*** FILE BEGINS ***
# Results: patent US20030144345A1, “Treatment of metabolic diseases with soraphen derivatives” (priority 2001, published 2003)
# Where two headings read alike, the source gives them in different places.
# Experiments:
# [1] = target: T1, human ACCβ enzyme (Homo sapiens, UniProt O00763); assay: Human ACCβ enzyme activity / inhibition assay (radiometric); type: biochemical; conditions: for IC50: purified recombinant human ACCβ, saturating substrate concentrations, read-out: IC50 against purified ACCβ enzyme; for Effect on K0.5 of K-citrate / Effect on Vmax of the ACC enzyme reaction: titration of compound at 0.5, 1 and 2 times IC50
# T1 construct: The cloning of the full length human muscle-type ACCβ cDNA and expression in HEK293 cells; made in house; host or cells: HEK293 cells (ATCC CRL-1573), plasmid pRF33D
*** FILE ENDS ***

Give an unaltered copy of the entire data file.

# Results: patent US20030144345A1, “Treatment of metabolic diseases with soraphen derivatives” (priority 2001, published 2003)
# Where two headings read alike, the source gives them in different places.
# Experiments:
# [1] = target: T1, human ACCβ enzyme (Homo sapiens, UniProt O00763); assay: Human ACCβ enzyme activity / inhibition assay (radiometric); type: biochemical; conditions: for IC50: purified recombinant human ACCβ, saturating substrate concentrations, read-out: IC50 against purified ACCβ enzyme; for Effect on K0.5 of K-citrate / Effect on Vmax of the ACC enzyme reaction: titration of compound at 0.5, 1 and 2 times IC50
# T1 construct: The cloning of the full length human muscle-type ACCβ cDNA and expression in HEK293 cells; made in house; host or cells: HEK293 cells (ATCC CRL-1573), plasmid pRF33D